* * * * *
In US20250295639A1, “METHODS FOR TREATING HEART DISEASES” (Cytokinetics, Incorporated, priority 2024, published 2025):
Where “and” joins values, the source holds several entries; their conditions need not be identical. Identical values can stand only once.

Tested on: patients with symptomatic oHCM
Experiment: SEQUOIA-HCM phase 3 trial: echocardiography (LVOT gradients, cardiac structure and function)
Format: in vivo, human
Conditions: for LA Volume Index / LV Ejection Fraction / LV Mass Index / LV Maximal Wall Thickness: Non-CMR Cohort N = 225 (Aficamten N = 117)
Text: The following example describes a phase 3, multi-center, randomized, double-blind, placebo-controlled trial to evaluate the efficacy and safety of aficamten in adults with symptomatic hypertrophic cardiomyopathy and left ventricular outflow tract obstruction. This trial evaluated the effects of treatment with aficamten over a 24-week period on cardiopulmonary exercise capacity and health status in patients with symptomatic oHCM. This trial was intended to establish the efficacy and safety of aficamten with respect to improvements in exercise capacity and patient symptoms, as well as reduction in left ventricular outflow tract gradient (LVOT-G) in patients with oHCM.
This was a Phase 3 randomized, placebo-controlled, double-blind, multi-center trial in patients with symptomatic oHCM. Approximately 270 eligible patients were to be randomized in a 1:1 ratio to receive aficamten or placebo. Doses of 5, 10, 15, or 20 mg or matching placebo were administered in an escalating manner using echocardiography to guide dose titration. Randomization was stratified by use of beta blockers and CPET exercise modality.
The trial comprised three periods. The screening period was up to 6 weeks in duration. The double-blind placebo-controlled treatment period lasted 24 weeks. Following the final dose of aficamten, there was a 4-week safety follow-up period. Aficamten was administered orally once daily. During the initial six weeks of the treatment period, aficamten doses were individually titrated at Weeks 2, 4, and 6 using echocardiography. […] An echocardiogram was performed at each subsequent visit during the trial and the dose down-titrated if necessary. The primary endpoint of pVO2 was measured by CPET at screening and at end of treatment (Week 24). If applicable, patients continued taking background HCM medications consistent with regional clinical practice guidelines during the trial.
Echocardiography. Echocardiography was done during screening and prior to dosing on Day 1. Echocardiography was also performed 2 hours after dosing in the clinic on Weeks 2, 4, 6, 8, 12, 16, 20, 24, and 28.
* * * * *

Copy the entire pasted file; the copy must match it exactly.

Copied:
In US20250295639A1, “METHODS FOR TREATING HEART DISEASES” (Cytokinetics, Incorporated, priority 2024, published 2025):
Where “and” joins values, the source holds several entries; their conditions need not be identical. Identical values can stand only once.

Tested on: patients with symptomatic oHCM
Experiment: SEQUOIA-HCM phase 3 trial: echocardiography (LVOT gradients, cardiac structure and function)
Format: in vivo, human
Conditions: for LA Volume Index / LV Ejection Fraction / LV Mass Index / LV Maximal Wall Thickness: Non-CMR Cohort N = 225 (Aficamten N = 117)
Text: The following example describes a phase 3, multi-center, randomized, double-blind, placebo-controlled trial to evaluate the efficacy and safety of aficamten in adults with symptomatic hypertrophic cardiomyopathy and left ventricular outflow tract obstruction. This trial evaluated the effects of treatment with aficamten over a 24-week period on cardiopulmonary exercise capacity and health status in patients with symptomatic oHCM. This trial was intended to establish the efficacy and safety of aficamten with respect to improvements in exercise capacity and patient symptoms, as well as reduction in left ventricular outflow tract gradient (LVOT-G) in patients with oHCM.
This was a Phase 3 randomized, placebo-controlled, double-blind, multi-center trial in patients with symptomatic oHCM. Approximately 270 eligible patients were to be randomized in a 1:1 ratio to receive aficamten or placebo. Doses of 5, 10, 15, or 20 mg or matching placebo were administered in an escalating manner using echocardiography to guide dose titration. Randomization was stratified by use of beta blockers and CPET exercise modality.
The trial comprised three periods. The screening period was up to 6 weeks in duration. The double-blind placebo-controlled treatment period lasted 24 weeks. Following the final dose of aficamten, there was a 4-week safety follow-up period. Aficamten was administered orally once daily. During the initial six weeks of the treatment period, aficamten doses were individually titrated at Weeks 2, 4, and 6 using echocardiography. […] An echocardiogram was performed at each subsequent visit during the trial and the dose down-titrated if necessary. The primary endpoint of pVO2 was measured by CPET at screening and at end of treatment (Week 24). If applicable, patients continued taking background HCM medications consistent with regional clinical practice guidelines during the trial.
Echocardiography. Echocardiography was done during screening and prior to dosing on Day 1. Echocardiography was also performed 2 hours after dosing in the clinic on Weeks 2, 4, 6, 8, 12, 16, 20, 24, and 28.